Senator Wyden: Public Has Been Actively Mislead By Government Officials Over Surveillance
from the indeed dept
While some Senators are insisting that we need to keep going with NSA surveillance and just trust them that the NSA and FBI aren’t abusing the law and the information they have access to, others are pointing out that it’s a lot of hogwash. Senator Ron Wyden, who has been leading the charge against these programs for years (and was mostly ignored for that effort), gave a great speech describing how defenders of the program are directly choosing to mislead the American public. A key point, though it comes late in the speech, is the following:
The public was not just kept in the dark about the Patriot Act and other secret authorities. The public was actively misled.
Most of the speech is detailing exactly how that happened, and the distortions defenders of the program try to tell the American people and why they’re wrong. We’ll highlight a few, but reading or watching the whole speech is worthwhile.
He notes that he warned, quite specifically (and publicly) that when the American public found out how the laws were being interpreted, they would be surprised. That, clearly, proved accurate:
When the Patriot Act was last reauthorized, I stood on the floor of the United States Senate and said “I want to deliver a warning this afternoon. When the American people find out how their government has interpreted the Patriot Act, they are going to be stunned and they are going to be angry.” From my position on the Senate Intelligence Committee, I had seen government activities conducted under the umbrella of the Patriot Act that I knew would astonish most Americans.
Furthermore, he points out that officials chose to directly mislead the American public.
If that is not enough to give you pause, then consider that not only were the existence of and the legal justification for these programs kept completely secret from the American people, senior officials from across the government were making statements to the public about domestic surveillance that were clearly misleading and at times simply false.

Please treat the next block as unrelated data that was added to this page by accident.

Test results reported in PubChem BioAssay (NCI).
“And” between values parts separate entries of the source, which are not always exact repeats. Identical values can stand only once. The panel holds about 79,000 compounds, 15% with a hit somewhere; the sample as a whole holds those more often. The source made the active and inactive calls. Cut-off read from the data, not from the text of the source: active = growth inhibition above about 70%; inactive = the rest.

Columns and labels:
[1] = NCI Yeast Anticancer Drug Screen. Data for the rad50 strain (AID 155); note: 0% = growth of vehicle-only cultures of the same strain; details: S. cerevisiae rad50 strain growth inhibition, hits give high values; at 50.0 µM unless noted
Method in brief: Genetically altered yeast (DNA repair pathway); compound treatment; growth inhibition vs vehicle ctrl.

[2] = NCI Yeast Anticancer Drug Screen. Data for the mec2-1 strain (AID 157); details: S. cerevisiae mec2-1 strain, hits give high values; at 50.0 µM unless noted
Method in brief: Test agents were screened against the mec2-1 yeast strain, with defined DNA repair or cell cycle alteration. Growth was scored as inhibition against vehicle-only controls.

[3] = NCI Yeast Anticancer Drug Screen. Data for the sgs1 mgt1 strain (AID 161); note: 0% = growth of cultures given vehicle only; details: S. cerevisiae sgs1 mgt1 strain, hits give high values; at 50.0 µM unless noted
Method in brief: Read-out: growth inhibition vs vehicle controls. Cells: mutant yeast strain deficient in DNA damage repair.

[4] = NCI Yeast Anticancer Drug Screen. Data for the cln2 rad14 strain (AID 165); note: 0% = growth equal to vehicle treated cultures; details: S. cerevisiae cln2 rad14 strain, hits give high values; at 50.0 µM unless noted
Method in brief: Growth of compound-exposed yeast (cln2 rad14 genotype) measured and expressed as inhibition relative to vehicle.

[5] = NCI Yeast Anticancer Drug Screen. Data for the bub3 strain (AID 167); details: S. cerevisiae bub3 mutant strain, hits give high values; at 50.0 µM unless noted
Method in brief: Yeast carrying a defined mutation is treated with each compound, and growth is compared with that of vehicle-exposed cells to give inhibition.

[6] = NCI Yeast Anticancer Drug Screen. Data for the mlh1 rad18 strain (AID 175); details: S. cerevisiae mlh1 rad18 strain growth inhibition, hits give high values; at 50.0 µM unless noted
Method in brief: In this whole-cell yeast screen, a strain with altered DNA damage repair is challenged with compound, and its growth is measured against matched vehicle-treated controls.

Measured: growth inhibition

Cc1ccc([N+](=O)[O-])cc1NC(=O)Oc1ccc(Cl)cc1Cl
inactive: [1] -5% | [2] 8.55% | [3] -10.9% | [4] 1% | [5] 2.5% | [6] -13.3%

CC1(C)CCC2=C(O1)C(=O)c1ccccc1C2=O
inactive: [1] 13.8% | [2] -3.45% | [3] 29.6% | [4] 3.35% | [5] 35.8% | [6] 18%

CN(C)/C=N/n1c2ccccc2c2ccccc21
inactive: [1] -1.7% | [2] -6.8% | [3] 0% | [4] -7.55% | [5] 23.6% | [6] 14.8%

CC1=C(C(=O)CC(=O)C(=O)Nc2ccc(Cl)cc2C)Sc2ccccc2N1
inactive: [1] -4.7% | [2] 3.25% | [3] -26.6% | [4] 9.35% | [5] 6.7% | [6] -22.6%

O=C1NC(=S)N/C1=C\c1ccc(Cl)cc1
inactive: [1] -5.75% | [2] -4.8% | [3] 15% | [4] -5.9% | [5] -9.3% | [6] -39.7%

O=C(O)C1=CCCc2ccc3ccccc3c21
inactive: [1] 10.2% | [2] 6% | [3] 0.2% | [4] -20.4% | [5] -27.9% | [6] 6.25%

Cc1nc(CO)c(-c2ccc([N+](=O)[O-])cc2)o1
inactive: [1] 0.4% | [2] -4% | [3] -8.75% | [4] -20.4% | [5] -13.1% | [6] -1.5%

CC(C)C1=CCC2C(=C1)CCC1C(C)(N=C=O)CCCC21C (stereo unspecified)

The misleading statements from the officials are based on how the government interprets the law as compared to how the public actually reads the law:
…there are effectively two Patriot Acts the first is the one that they can read on their laptop in Medford or Portland, analyze and understand. Then there’s the real Patriot Act the secret interpretation of the law that the government is actually relying upon. The secret rulings of the Foreign Intelligence Surveillance Court have interpreted the Patriot Act, as well as section 702 of the FISA statute, in some surprising ways, and these rulings are kept entirely secret from the public. These rulings can be astoundingly broad. The one that authorizes the bulk collection of phone records is as broad as any I have ever seen.
And, of course, such a situation is clearly anti-democratic:
Without public laws, and public court rulings interpreting those laws, it is impossible to have informed public debate. And when the American people are in the dark, they can’t make fully informed decisions about who should represent them, or protest policies that they disagree with. These are fundamentals. It’s Civics 101. And secret law violates those basic principles. It has no place in America.
Furthermore, Wyden digs into the ridiculous claim by defenders of the NSA — including from President Obama, Senator Feinstein and NSA boss Keith Alexander — that there is sufficient “oversight” in these programs because others in the government review them. That, of course, is ridiculous: